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Up Close and Personal with Local Reptiles

IXTAPA, Mexico -- Players taking part in this weeks Corona Ixtapa Classic will encounter some ten to fifteen foot locals that will give new meaning to the term hazard.
The Palma Real layout in Ixtapa is home to numerous resident crocodiles, several of which will venture out onto the edges of the fairway. Last year, during the Tours first visit to Ixtapa, one of the larger reptiles laid her eggs in a sand bunker behind the seventh hole and guarded her nest around the clock. Course workers erected a bamboo fence around the area at the time so the expectant mother would not be disturbed while allowing Tour players to breathe a little easier at the same time. It is an obvious favourite nesting area for the crocs- this week, another female has decided to lay her eggs in the same bunker just as the Canadian Tour rolls into town.
However, there seems to be a territorial battle looming, as a brave iguana has taken out the eggs and put her own in its place. There is no word yet on who has the upper hand in this David vs. Goliath standoff.
An adventurous young course worker named Enrique assures us that the toothy reptiles will not bother players as they walk the 6875-yard track and to prove his point, he often dives into the croc-infested waters to retrieve lost golf balls. He slaps the water surface with a nine-foot pole to distract the crocs, and scoops up the lost balls.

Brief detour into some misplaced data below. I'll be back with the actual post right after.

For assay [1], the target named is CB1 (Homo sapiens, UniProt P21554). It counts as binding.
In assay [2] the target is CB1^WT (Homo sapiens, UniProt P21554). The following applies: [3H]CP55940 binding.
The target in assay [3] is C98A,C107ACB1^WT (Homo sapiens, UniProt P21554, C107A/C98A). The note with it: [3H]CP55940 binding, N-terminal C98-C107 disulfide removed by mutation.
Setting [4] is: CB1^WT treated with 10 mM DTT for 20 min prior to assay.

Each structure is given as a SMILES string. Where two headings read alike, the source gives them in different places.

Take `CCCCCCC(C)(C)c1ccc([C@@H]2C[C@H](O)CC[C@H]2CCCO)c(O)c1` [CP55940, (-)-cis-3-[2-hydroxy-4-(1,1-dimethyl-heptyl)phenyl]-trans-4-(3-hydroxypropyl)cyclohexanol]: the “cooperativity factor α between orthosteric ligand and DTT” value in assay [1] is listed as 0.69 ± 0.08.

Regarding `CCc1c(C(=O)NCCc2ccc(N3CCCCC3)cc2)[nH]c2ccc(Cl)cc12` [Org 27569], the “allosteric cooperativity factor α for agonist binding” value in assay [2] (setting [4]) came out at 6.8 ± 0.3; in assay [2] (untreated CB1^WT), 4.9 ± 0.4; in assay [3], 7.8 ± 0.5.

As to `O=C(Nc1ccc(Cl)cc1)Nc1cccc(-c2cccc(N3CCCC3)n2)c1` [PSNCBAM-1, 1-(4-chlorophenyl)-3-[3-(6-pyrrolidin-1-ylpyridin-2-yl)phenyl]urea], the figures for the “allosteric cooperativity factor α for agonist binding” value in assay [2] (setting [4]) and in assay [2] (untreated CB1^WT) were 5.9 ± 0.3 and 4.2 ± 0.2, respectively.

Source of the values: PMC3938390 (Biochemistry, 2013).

You have to be very careful, they will not bother anyone unless you are threatening the nest, said Patricia Garcia Cano, manager of Palma Real. It is very simple- she is defending her eggs and her breed, and it will never be a problem unless people are trespassing in that area.
Mexican environment officials often travel from Acapulco to take a count of the crocodile population at Palma Real, with the current estimation being 60-plus.
One of the older females, who has been named Dominga, is 28-years-old and is 15-feet long. The largest male in recent years, named Tarzan, was 18-feet long and tipped the scales at over 900-pounds. When Tarzan died eight years ago, a three-ton truck was not large enough to hold his body.
Suffice to say if Dominga or any of her friends stroll onto the fairways this week, players will be asking for more ball drops than usual.